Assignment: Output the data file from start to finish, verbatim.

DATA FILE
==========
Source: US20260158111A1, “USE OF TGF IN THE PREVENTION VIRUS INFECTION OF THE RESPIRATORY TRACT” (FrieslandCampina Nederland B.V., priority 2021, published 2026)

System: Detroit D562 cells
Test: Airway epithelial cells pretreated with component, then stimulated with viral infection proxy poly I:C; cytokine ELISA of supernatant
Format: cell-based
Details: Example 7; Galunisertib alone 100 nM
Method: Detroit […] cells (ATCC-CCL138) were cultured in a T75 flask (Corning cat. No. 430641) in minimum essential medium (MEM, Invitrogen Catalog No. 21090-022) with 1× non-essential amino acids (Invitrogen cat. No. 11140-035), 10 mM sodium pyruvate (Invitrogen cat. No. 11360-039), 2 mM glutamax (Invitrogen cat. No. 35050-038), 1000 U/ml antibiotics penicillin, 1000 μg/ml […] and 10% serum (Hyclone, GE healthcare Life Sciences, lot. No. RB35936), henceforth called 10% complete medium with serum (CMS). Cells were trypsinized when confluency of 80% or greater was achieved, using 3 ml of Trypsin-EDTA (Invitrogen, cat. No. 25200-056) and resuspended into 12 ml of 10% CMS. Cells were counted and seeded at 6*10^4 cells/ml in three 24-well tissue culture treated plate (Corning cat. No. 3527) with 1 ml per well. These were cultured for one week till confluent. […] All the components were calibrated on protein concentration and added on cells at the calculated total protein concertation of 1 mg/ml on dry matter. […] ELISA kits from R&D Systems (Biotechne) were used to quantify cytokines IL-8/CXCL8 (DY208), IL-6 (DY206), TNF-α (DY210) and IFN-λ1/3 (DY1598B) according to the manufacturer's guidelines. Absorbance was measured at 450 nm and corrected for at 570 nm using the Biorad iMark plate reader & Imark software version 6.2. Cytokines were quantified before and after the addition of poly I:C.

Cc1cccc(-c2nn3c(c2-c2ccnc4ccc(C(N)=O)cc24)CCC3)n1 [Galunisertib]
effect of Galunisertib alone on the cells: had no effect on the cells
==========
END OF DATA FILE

Source: US20260158111A1, “USE OF TGF IN THE PREVENTION VIRUS INFECTION OF THE RESPIRATORY TRACT” (FrieslandCampina Nederland B.V., priority 2021, published 2026)

System: Detroit D562 cells
Test: Airway epithelial cells pretreated with component, then stimulated with viral infection proxy poly I:C; cytokine ELISA of supernatant
Format: cell-based
Details: Example 7; Galunisertib alone 100 nM
Method: Detroit […] cells (ATCC-CCL138) were cultured in a T75 flask (Corning cat. No. 430641) in minimum essential medium (MEM, Invitrogen Catalog No. 21090-022) with 1× non-essential amino acids (Invitrogen cat. No. 11140-035), 10 mM sodium pyruvate (Invitrogen cat. No. 11360-039), 2 mM glutamax (Invitrogen cat. No. 35050-038), 1000 U/ml antibiotics penicillin, 1000 μg/ml […] and 10% serum (Hyclone, GE healthcare Life Sciences, lot. No. RB35936), henceforth called 10% complete medium with serum (CMS). Cells were trypsinized when confluency of 80% or greater was achieved, using 3 ml of Trypsin-EDTA (Invitrogen, cat. No. 25200-056) and resuspended into 12 ml of 10% CMS. Cells were counted and seeded at 6*10^4 cells/ml in three 24-well tissue culture treated plate (Corning cat. No. 3527) with 1 ml per well. These were cultured for one week till confluent. […] All the components were calibrated on protein concentration and added on cells at the calculated total protein concertation of 1 mg/ml on dry matter. […] ELISA kits from R&D Systems (Biotechne) were used to quantify cytokines IL-8/CXCL8 (DY208), IL-6 (DY206), TNF-α (DY210) and IFN-λ1/3 (DY1598B) according to the manufacturer's guidelines. Absorbance was measured at 450 nm and corrected for at 570 nm using the Biorad iMark plate reader & Imark software version 6.2. Cytokines were quantified before and after the addition of poly I:C.

Cc1cccc(-c2nn3c(c2-c2ccnc4ccc(C(N)=O)cc24)CCC3)n1 [Galunisertib]
effect of Galunisertib alone on the cells: had no effect on the cells